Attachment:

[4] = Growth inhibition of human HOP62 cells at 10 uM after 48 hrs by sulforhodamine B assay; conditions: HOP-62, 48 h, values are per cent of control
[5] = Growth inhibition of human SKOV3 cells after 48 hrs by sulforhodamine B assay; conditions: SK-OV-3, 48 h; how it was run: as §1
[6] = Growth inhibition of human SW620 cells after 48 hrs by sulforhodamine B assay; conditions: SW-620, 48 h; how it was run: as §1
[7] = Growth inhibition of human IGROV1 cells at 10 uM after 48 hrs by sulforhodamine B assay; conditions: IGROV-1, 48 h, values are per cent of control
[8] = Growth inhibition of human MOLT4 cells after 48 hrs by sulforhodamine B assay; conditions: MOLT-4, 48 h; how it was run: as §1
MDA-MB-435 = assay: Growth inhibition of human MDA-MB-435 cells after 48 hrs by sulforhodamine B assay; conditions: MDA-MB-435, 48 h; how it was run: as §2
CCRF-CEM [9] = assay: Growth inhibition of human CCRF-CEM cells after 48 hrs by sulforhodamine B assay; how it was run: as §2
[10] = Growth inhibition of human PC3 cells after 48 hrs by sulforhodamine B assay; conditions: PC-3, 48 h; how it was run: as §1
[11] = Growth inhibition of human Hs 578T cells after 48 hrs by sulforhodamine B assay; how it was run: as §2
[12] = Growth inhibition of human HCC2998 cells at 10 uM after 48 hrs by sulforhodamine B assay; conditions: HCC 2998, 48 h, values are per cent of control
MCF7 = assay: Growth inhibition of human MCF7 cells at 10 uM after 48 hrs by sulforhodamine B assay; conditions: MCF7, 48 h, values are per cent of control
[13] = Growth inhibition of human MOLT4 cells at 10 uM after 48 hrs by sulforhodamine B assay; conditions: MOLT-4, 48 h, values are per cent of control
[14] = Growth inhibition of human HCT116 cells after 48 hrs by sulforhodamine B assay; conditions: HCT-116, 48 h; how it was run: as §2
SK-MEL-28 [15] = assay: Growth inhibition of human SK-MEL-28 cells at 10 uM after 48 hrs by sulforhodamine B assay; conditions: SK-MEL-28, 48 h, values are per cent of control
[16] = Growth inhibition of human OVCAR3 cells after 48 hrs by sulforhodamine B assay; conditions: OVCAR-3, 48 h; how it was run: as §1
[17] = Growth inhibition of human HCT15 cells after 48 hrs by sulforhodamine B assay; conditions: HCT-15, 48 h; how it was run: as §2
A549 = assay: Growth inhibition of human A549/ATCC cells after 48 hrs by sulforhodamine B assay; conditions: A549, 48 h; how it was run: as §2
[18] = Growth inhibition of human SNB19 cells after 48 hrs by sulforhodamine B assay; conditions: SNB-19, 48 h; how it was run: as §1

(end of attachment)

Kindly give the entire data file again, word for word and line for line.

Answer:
[4] = Growth inhibition of human HOP62 cells at 10 uM after 48 hrs by sulforhodamine B assay; conditions: HOP-62, 48 h, values are per cent of control
[5] = Growth inhibition of human SKOV3 cells after 48 hrs by sulforhodamine B assay; conditions: SK-OV-3, 48 h; how it was run: as §1
[6] = Growth inhibition of human SW620 cells after 48 hrs by sulforhodamine B assay; conditions: SW-620, 48 h; how it was run: as §1
[7] = Growth inhibition of human IGROV1 cells at 10 uM after 48 hrs by sulforhodamine B assay; conditions: IGROV-1, 48 h, values are per cent of control
[8] = Growth inhibition of human MOLT4 cells after 48 hrs by sulforhodamine B assay; conditions: MOLT-4, 48 h; how it was run: as §1
MDA-MB-435 = assay: Growth inhibition of human MDA-MB-435 cells after 48 hrs by sulforhodamine B assay; conditions: MDA-MB-435, 48 h; how it was run: as §2
CCRF-CEM [9] = assay: Growth inhibition of human CCRF-CEM cells after 48 hrs by sulforhodamine B assay; how it was run: as §2
[10] = Growth inhibition of human PC3 cells after 48 hrs by sulforhodamine B assay; conditions: PC-3, 48 h; how it was run: as §1
[11] = Growth inhibition of human Hs 578T cells after 48 hrs by sulforhodamine B assay; how it was run: as §2
[12] = Growth inhibition of human HCC2998 cells at 10 uM after 48 hrs by sulforhodamine B assay; conditions: HCC 2998, 48 h, values are per cent of control
MCF7 = assay: Growth inhibition of human MCF7 cells at 10 uM after 48 hrs by sulforhodamine B assay; conditions: MCF7, 48 h, values are per cent of control
[13] = Growth inhibition of human MOLT4 cells at 10 uM after 48 hrs by sulforhodamine B assay; conditions: MOLT-4, 48 h, values are per cent of control
[14] = Growth inhibition of human HCT116 cells after 48 hrs by sulforhodamine B assay; conditions: HCT-116, 48 h; how it was run: as §2
SK-MEL-28 [15] = assay: Growth inhibition of human SK-MEL-28 cells at 10 uM after 48 hrs by sulforhodamine B assay; conditions: SK-MEL-28, 48 h, values are per cent of control
[16] = Growth inhibition of human OVCAR3 cells after 48 hrs by sulforhodamine B assay; conditions: OVCAR-3, 48 h; how it was run: as §1
[17] = Growth inhibition of human HCT15 cells after 48 hrs by sulforhodamine B assay; conditions: HCT-15, 48 h; how it was run: as §2
A549 = assay: Growth inhibition of human A549/ATCC cells after 48 hrs by sulforhodamine B assay; conditions: A549, 48 h; how it was run: as §2
[18] = Growth inhibition of human SNB19 cells after 48 hrs by sulforhodamine B assay; conditions: SNB-19, 48 h; how it was run: as §1